The placenta shed from goats with classical scrapie is infectious to goat
kids and lambs
David A. Schneider, D.V.M., Ph.D. (firstname.lastname@example.org)1, Sally A.
Madsen-Bouterse, Ph.D.2, Dongyue Zhuang3, Thomas C. Truscott4, Rohana P.
Dassanayake, Ph.D.5 and Katherine I. O'Rourke, Ph.D.6
+ Author Affiliations 1 Animal Disease Research Unit, Agricultural Research
Service, U.S. Department of Agriculture 2 Department of Veterinary Microbiology
and Pathology, College of Veterinary Medicine, Washington State University 3
Animal Disease Research Unit, Agricultural Research Service, U.S. Department of
Agriculture 4 Animal Disease Research Unit, Agricultural Research Service, U.S.
Department of Agriculture 5 Department of Veterinary Microbiology and Pathology,
College of Veterinary Medicine, Washington State University 6 Department of
Veterinary Microbiology and Pathology, College of Veterinary Medicine,
Washington State University Received 5 March 2015. Revised 9 April 2015.
Accepted 14 April 2015.
The placenta of domestic sheep plays a key role in horizontal transmission
of classical scrapie. Domestic goats are frequently raised with sheep and are
susceptible to classical scrapie, yet potential routes of transmission from
goats to sheep are not fully defined. Sparse accumulation of disease-associated
prion protein in cotyledons casts doubt about the role of the goat's placenta.
Thus, relevant to mixed-herd management and scrapie-eradication efforts
worldwide, we determined if the goat's placenta contains prions orally
infectious to goat kids and lambs. A pooled cotyledon homogenate, prepared from
the shed placenta of a goat with naturally acquired classical scrapie disease,
was used to orally inoculate scrapie-naïve prion genotype-matched goat kids and
scrapie-susceptible lambs raised separately in a scrapie-free environment.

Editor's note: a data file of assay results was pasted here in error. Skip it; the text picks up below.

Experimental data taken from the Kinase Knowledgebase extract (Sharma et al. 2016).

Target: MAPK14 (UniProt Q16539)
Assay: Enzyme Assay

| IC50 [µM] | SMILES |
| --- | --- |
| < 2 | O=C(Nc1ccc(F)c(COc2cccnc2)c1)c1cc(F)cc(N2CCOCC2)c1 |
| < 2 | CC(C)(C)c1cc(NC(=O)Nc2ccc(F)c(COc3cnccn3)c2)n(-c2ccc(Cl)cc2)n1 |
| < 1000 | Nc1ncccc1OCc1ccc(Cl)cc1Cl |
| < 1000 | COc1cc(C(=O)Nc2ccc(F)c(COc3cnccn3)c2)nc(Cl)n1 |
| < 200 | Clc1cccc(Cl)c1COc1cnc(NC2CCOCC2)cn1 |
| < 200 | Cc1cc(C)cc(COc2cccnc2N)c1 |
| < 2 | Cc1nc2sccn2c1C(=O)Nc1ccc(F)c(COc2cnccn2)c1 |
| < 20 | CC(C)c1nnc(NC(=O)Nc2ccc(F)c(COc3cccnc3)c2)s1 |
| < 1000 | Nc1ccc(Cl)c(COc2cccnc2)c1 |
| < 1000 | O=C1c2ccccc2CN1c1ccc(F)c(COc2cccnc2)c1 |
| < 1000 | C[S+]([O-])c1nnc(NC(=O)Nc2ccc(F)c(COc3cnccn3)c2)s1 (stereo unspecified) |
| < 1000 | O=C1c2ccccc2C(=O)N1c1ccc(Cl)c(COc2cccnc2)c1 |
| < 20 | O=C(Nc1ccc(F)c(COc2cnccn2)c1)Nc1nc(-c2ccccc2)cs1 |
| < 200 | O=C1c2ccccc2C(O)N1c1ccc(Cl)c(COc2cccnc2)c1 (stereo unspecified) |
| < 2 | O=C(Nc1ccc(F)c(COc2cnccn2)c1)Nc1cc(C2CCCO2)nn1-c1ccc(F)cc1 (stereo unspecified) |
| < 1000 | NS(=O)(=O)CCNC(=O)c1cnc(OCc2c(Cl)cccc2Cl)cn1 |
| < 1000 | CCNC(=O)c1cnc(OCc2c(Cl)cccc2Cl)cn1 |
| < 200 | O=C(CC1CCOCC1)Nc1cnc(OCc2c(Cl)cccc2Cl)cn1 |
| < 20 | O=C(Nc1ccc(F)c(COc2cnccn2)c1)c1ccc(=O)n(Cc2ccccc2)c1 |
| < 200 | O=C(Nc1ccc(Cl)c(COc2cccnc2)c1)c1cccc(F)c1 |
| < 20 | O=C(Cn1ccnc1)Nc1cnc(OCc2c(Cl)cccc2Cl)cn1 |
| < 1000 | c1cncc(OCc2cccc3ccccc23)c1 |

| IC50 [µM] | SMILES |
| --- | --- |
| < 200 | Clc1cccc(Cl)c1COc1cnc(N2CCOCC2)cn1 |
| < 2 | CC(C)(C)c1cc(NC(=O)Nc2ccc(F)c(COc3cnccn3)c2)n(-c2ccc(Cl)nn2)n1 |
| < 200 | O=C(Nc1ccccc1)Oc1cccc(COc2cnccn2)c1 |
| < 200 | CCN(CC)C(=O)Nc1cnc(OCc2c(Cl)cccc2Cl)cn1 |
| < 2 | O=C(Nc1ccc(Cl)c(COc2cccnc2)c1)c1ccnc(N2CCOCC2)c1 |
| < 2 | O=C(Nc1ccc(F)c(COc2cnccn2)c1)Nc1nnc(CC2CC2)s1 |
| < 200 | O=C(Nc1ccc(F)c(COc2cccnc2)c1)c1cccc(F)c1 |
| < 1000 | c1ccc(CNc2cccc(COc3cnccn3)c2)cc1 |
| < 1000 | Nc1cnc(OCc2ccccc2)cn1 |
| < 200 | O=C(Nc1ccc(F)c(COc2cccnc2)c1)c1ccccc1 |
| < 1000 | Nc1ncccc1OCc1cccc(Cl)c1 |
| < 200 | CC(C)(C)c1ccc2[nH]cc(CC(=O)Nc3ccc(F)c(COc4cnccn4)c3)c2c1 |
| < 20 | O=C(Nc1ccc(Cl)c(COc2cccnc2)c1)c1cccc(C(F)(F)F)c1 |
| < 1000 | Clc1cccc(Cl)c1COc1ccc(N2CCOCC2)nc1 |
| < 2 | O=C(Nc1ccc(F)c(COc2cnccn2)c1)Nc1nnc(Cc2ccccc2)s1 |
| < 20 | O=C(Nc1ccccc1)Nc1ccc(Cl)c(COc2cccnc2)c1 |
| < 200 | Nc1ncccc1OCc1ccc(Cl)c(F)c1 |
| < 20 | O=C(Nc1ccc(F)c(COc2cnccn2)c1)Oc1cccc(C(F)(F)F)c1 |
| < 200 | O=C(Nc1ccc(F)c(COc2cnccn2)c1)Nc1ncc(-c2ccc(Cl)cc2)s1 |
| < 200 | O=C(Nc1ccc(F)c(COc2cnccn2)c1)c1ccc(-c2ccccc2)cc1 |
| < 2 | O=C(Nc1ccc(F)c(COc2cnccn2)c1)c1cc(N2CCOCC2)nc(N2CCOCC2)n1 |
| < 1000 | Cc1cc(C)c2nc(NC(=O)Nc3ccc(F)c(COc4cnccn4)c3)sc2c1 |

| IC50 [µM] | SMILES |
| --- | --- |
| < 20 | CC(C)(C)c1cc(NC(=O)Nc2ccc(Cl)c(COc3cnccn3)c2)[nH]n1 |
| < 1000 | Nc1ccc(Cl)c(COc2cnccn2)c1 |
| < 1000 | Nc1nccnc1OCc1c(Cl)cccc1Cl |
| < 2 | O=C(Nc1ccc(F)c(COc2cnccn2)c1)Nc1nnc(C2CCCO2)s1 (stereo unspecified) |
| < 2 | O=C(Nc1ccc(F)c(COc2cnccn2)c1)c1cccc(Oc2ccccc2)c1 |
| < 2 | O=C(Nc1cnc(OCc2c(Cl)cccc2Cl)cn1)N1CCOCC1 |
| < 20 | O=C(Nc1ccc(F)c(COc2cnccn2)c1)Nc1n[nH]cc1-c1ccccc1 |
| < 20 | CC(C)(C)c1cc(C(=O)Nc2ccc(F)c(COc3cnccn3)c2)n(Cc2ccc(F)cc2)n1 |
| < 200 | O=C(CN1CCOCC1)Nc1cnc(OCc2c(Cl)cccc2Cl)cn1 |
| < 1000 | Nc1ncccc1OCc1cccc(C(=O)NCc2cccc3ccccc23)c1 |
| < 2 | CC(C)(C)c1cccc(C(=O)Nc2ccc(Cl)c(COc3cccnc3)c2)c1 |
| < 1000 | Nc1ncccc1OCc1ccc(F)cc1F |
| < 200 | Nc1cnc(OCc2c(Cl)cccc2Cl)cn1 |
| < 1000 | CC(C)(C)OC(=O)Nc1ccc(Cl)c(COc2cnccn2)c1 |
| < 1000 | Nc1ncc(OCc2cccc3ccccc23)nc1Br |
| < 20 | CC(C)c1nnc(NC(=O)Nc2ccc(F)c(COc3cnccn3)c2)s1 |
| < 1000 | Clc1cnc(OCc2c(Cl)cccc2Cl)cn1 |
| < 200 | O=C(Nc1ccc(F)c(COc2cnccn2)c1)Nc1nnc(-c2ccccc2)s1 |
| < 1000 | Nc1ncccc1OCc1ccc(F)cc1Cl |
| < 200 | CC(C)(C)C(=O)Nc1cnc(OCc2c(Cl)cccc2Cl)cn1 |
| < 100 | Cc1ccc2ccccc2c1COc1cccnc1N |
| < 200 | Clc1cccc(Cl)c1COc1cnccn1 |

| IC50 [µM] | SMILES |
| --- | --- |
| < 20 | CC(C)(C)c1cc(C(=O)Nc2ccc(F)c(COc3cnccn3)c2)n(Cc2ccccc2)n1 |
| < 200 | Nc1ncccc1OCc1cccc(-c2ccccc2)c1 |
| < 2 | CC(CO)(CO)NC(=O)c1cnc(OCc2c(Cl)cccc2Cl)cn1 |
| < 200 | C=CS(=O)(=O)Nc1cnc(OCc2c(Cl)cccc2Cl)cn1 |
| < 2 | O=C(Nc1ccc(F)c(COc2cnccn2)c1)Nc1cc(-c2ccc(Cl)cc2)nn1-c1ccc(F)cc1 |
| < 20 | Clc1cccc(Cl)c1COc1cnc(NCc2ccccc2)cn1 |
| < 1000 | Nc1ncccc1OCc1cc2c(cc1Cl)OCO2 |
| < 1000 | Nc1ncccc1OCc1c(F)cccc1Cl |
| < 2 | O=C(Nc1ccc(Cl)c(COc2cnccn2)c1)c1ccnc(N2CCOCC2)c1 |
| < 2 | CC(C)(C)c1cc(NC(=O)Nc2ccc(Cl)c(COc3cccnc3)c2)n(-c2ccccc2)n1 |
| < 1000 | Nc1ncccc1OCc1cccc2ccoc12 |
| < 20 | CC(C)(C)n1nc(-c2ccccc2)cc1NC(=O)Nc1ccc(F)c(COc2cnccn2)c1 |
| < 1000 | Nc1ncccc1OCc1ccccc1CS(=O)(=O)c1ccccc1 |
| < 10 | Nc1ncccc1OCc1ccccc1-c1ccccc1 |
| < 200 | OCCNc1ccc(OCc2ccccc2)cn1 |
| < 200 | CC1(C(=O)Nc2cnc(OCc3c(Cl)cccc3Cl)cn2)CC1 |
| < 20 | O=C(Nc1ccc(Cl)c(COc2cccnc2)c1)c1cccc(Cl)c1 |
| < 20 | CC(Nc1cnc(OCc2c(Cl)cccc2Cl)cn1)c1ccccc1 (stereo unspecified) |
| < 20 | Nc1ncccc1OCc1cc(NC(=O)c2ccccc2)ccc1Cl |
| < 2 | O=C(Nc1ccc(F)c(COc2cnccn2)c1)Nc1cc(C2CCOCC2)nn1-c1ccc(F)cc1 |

Transmission was detected in all four goats and in two of four sheep which
importantly identifies the goat's placenta as a risk for horizontal transmission
to sheep and other goats.
In conclusion, this study importantly demonstrates that the placenta of
goats infected with classical scrapie can transmit scrapie to susceptible goat
kids and lambs via a natural route of exposure despite relatively sparse
accumulation of PrPSc 179 within the goat’s placenta. Thus, like for sheep, the
parturient materials and postpartum period of goats must be considered
transmission risks for other susceptible small ruminants and environmental
Sunday, August 25, 2013
Prion2013 Chronic Wasting Disease CWD risk factors, humans, domestic cats,
blood, and mother to offspring transmission
>>> Here, in an experimental model of CWD, we have demonstrated
the transmission of infectious prions from clinical and subclinical mothers to
full-term viable, nonviable and in utero harvested offspring, revealing that the
transmission of TSEs from mother to offspring can occur and may be
underestimated for all prion diseases. <<<
Tuesday, September 17, 2013
Mother to Offspring Transmission of Transmissible Spongiform Encephalopathy
TSE prion disease
Wednesday, April 22, 2015
Circulation of prions within dust on a scrapie affected farm